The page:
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Housing advocates share concerns about proposed revival of Baltimore’s Dollar House program

Housing advocates expressed concerns about a proposed revival of Baltimore’s popular Dollar House program as Baltimore City Council kicked off its discussions about the legislative proposal Monday.

The plan, introduced by Council President Nick Mosby, calls for a return of the Dollar House program, which gave away city-owned houses in the 1970s for $1 in exchange for homeowners renovating and living in them.

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But unlike the original Dollar House program, Mosby’s plan calls for targeting longtime residents who have been renting rather than owning. The plan is also targeted at homes in underserved areas of the city left behind by racist mortgage lending policies.

“There are many folks who live in those homes, in those communities, who should have the same level of service, same levels of growth, same level of care in those communities that others have seen,” Mosby told the group during a meeting that he billed as an early “work session” for the legislation.

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As proposed, the city would maintain a registry of city-owned vacant homes eligible for the program. Those homes would need to be in neighborhoods deemed overlooked by investors or historically subject to redlining, the racially motivated denial of loans and other services to communities considered less desirable.

Nick Mosby’s plan calls for targeting longtime residents who have been renting rather than owning.
Nick Mosby’s plan calls for targeting longtime residents who have been renting rather than owning. (Karl Merton Ferron/The Baltimore Sun)

Eligible neighborhoods would have to have “assets” that can be a hub for revitalization, such as public markets, transit corridors or emerging development activity, according to the bill. City housing officials would choose the neighborhoods; they are not specified in the bill.

Buyers would first least the property for two-years at a cost of $1. They would have that time to renovate the properties using financing from groups independent of the city. Buyers would be required to occupy the homes within six months or seek an exemption from the rule.

Councilman Mark Conway questioned whether that timeline would be feasible for homeowners.

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“The aggressive six months is just to ensure there’s a check-in,” Mosby said. “The idea is some of these properties will take 12 months. Some will take 18 months.”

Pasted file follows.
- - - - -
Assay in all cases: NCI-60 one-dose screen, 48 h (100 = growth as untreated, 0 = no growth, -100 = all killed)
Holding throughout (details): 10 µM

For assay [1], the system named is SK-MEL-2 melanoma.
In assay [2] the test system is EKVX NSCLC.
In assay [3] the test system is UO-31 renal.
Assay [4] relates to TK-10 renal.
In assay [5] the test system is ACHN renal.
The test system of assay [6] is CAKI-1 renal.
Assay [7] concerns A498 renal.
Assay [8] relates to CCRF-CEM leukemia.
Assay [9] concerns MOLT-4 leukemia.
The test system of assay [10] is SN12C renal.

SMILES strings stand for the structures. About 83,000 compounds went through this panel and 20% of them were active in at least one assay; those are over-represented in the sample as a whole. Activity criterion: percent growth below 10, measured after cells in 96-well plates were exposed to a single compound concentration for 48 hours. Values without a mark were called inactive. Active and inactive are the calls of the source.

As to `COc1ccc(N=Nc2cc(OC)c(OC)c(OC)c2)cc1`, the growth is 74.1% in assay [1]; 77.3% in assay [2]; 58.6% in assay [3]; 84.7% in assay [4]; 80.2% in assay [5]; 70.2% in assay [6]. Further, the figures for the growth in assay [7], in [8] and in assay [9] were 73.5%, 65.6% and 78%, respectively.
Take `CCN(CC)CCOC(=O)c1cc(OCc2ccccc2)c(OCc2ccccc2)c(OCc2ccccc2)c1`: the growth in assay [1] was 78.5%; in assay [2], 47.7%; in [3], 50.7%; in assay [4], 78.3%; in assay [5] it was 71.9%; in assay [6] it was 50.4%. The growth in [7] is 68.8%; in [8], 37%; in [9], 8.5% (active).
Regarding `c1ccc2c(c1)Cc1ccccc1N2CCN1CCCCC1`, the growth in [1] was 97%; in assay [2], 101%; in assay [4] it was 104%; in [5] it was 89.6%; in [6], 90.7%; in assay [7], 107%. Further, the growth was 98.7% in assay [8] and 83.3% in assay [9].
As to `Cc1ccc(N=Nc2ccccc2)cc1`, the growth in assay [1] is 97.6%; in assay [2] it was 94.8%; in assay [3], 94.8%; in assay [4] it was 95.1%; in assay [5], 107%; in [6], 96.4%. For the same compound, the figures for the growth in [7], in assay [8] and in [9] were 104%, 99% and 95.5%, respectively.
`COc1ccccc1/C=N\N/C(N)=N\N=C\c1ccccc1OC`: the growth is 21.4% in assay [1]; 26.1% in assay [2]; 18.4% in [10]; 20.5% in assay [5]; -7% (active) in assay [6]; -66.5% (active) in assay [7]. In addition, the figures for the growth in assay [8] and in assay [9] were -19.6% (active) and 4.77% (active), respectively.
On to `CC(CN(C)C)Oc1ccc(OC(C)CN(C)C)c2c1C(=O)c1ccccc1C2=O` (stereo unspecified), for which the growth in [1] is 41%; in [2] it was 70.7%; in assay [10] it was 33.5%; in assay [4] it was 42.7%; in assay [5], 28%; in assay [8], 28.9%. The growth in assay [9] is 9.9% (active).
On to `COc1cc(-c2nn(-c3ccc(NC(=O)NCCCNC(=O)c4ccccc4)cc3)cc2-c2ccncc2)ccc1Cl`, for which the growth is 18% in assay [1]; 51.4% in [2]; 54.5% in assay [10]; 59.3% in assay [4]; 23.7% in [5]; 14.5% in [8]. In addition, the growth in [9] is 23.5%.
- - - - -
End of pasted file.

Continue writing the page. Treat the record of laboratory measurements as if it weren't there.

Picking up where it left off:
“We’re not expecting them to have the home completely renovated?” Conway asked.

“It would be great, but if they don’t, that’s why we have that extension language in there,” Mosby said.

To be eligible for Mosby’s Dollar House program, buyers would need to be “legacy residents” of Baltimore, meaning they have either lived in the city for 15 consecutive years or were a resident for that same length of time before leaving due to a foreclosure. Participants would need to be first-time homebuyers and demonstrate the financial ability to take on the repairs.

Representatives from various city agencies did not speak about the proposed bill Monday as they typically would during a committee meeting. Mosby promised ample time for leaders to speak later.

However the city’s law department submitted a memo ahead of the meeting suggesting the proposed law is unconstitutional and in violation of the city charter. Constitutional issues arise from the legacy resident requirement, the memo stated.

“Given the participation requirements, the bill will distribute government benefits unequally, allowing long term residents of Baltimore to participate in a program unavailable to city residents who have lived in the city for fewer years,” the memo stated.

“Moreover, the benefits provided to participants are not rationally related to the need for the benefit,” the memo continued. “If a city resident loses their home because of a discriminatory housing practice, whether they resided in Baltimore for 15 years or one year, their need for the program benefit is the same.”